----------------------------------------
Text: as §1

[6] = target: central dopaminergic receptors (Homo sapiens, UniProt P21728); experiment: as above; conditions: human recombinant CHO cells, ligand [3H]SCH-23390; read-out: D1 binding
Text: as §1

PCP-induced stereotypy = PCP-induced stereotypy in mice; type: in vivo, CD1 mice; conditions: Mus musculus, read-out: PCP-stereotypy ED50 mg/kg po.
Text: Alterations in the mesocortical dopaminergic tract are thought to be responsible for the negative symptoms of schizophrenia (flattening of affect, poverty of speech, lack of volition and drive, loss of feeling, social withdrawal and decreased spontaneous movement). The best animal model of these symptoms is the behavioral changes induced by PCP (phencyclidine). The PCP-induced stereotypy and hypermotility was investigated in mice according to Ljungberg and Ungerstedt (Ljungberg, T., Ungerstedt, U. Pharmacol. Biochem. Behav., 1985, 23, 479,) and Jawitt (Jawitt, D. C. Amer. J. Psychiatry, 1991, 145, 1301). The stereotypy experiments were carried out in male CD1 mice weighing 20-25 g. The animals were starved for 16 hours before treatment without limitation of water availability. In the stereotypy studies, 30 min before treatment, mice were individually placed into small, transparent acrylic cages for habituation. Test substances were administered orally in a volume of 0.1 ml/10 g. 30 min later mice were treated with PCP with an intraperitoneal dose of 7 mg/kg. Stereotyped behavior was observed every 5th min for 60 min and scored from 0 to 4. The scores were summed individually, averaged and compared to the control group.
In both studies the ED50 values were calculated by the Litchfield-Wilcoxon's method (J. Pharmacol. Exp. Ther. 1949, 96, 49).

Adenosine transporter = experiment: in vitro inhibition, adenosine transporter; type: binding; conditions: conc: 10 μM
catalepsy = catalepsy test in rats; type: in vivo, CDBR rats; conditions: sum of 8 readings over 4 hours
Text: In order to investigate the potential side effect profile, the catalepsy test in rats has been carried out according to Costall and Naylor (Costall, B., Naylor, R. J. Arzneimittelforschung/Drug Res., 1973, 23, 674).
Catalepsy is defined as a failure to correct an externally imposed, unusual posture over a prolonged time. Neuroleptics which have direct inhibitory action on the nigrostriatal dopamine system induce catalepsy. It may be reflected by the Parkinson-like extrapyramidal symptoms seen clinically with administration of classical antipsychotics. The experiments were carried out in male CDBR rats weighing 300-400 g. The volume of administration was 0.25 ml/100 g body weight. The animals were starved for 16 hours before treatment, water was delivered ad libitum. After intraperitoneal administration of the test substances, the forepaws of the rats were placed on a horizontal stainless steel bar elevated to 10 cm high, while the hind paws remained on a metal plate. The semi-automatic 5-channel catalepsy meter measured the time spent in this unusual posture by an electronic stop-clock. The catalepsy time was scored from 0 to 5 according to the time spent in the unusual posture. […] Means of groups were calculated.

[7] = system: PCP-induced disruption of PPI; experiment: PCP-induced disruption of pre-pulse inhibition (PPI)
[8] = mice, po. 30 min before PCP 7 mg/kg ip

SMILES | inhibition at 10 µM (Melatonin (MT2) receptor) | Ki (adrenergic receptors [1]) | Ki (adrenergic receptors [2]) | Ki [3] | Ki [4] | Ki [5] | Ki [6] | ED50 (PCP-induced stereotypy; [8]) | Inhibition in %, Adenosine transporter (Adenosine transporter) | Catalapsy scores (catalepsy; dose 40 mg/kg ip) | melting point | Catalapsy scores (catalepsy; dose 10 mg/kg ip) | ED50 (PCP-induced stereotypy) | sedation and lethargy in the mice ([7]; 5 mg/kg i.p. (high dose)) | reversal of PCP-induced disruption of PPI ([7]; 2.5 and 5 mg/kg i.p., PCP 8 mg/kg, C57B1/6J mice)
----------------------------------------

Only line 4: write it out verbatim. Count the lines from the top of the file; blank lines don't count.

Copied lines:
PCP-induced stereotypy = PCP-induced stereotypy in mice; type: in vivo, CD1 mice; conditions: Mus musculus, read-out: PCP-stereotypy ED50 mg/kg po.